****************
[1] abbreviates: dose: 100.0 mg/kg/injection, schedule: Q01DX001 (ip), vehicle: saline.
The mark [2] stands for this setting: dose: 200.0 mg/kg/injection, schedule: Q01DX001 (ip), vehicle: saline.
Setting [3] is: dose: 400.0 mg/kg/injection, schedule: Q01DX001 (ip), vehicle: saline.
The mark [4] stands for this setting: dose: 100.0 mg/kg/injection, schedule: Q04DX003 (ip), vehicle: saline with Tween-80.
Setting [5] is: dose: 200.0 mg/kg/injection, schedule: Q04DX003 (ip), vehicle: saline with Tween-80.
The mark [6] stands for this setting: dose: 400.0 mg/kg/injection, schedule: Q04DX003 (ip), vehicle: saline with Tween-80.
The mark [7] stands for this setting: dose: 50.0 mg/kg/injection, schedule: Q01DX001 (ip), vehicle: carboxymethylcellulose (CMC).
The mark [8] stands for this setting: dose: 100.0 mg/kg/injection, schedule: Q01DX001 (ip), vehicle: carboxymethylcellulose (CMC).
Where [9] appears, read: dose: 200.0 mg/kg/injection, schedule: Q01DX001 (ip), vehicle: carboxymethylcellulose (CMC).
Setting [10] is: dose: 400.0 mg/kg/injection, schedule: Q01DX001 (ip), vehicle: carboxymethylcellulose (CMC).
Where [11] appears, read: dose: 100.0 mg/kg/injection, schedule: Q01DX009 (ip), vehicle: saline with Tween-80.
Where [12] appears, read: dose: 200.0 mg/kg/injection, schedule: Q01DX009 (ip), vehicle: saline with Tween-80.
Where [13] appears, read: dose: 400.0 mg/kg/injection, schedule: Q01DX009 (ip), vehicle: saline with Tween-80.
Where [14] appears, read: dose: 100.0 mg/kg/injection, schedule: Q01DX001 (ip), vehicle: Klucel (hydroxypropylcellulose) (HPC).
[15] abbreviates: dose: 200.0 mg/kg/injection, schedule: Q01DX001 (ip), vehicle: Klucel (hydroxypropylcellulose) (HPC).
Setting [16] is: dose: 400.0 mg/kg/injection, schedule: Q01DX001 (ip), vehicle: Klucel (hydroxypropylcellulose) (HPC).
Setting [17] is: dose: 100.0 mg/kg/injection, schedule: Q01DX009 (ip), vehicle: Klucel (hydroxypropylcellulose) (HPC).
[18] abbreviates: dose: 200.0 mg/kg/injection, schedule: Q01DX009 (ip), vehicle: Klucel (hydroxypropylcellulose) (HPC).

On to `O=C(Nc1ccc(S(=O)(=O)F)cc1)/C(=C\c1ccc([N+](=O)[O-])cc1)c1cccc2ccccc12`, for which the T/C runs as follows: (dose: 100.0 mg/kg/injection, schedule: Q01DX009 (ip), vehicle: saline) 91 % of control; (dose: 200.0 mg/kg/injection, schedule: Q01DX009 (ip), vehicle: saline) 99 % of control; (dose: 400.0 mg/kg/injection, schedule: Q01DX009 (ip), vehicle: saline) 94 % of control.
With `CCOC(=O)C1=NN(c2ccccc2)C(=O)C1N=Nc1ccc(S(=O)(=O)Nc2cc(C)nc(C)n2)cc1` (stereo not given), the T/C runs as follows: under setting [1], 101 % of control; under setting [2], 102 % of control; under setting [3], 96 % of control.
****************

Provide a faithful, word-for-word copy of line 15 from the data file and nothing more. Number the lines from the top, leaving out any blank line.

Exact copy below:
[15] abbreviates: dose: 200.0 mg/kg/injection, schedule: Q01DX001 (ip), vehicle: Klucel (hydroxypropylcellulose) (HPC).